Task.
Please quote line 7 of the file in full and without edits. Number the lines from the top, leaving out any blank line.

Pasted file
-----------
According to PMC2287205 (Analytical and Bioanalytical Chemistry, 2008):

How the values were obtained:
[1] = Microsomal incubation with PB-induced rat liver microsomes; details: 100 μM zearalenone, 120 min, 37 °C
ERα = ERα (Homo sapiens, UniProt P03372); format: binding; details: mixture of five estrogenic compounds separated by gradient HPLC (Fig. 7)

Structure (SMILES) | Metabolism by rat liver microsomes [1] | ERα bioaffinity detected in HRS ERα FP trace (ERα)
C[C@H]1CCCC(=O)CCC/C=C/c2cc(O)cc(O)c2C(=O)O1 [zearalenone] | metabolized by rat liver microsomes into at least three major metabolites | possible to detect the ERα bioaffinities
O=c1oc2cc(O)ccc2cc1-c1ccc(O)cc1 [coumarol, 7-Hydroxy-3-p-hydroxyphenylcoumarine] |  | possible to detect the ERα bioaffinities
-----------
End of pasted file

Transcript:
O=c1oc2cc(O)ccc2cc1-c1ccc(O)cc1 [coumarol, 7-Hydroxy-3-p-hydroxyphenylcoumarine] |  | possible to detect the ERα bioaffinities